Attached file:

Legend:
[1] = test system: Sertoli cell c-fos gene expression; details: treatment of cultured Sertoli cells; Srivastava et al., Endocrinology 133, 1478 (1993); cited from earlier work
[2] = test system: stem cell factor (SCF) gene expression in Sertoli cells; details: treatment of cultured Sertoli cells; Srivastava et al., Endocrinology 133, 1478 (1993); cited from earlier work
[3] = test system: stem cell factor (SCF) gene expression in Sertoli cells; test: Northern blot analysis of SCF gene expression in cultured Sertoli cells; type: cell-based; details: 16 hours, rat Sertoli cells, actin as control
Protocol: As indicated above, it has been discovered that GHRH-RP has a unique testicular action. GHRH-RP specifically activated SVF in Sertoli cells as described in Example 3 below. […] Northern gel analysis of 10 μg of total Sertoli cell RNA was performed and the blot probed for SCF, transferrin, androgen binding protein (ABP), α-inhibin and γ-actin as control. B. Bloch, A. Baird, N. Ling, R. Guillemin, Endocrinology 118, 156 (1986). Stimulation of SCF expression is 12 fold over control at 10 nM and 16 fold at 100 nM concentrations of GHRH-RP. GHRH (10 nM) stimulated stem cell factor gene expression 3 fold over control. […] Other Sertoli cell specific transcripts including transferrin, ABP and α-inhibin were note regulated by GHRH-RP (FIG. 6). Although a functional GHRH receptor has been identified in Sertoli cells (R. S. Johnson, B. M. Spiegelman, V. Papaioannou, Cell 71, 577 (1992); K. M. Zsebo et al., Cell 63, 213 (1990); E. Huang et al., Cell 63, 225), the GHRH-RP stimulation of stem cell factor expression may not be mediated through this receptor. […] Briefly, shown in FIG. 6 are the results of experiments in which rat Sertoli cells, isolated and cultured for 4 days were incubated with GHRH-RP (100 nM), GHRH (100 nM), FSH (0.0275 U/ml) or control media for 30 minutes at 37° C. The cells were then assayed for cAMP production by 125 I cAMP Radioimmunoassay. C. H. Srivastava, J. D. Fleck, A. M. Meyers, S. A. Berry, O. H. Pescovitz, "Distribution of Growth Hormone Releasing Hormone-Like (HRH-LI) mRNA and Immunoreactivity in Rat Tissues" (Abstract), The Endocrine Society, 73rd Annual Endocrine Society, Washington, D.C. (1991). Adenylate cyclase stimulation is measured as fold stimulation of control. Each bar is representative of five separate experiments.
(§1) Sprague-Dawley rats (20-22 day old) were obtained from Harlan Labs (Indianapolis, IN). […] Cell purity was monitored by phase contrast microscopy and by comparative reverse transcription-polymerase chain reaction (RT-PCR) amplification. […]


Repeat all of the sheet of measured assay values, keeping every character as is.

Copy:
Legend:
[1] = test system: Sertoli cell c-fos gene expression; details: treatment of cultured Sertoli cells; Srivastava et al., Endocrinology 133, 1478 (1993); cited from earlier work
[2] = test system: stem cell factor (SCF) gene expression in Sertoli cells; details: treatment of cultured Sertoli cells; Srivastava et al., Endocrinology 133, 1478 (1993); cited from earlier work
[3] = test system: stem cell factor (SCF) gene expression in Sertoli cells; test: Northern blot analysis of SCF gene expression in cultured Sertoli cells; type: cell-based; details: 16 hours, rat Sertoli cells, actin as control
Protocol: As indicated above, it has been discovered that GHRH-RP has a unique testicular action. GHRH-RP specifically activated SVF in Sertoli cells as described in Example 3 below. […] Northern gel analysis of 10 μg of total Sertoli cell RNA was performed and the blot probed for SCF, transferrin, androgen binding protein (ABP), α-inhibin and γ-actin as control. B. Bloch, A. Baird, N. Ling, R. Guillemin, Endocrinology 118, 156 (1986). Stimulation of SCF expression is 12 fold over control at 10 nM and 16 fold at 100 nM concentrations of GHRH-RP. GHRH (10 nM) stimulated stem cell factor gene expression 3 fold over control. […] Other Sertoli cell specific transcripts including transferrin, ABP and α-inhibin were note regulated by GHRH-RP (FIG. 6). Although a functional GHRH receptor has been identified in Sertoli cells (R. S. Johnson, B. M. Spiegelman, V. Papaioannou, Cell 71, 577 (1992); K. M. Zsebo et al., Cell 63, 213 (1990); E. Huang et al., Cell 63, 225), the GHRH-RP stimulation of stem cell factor expression may not be mediated through this receptor. […] Briefly, shown in FIG. 6 are the results of experiments in which rat Sertoli cells, isolated and cultured for 4 days were incubated with GHRH-RP (100 nM), GHRH (100 nM), FSH (0.0275 U/ml) or control media for 30 minutes at 37° C. The cells were then assayed for cAMP production by 125 I cAMP Radioimmunoassay. C. H. Srivastava, J. D. Fleck, A. M. Meyers, S. A. Berry, O. H. Pescovitz, "Distribution of Growth Hormone Releasing Hormone-Like (HRH-LI) mRNA and Immunoreactivity in Rat Tissues" (Abstract), The Endocrine Society, 73rd Annual Endocrine Society, Washington, D.C. (1991). Adenylate cyclase stimulation is measured as fold stimulation of control. Each bar is representative of five separate experiments.
(§1) Sprague-Dawley rats (20-22 day old) were obtained from Harlan Labs (Indianapolis, IN). […] Cell purity was monitored by phase contrast microscopy and by comparative reverse transcription-polymerase chain reaction (RT-PCR) amplification. […]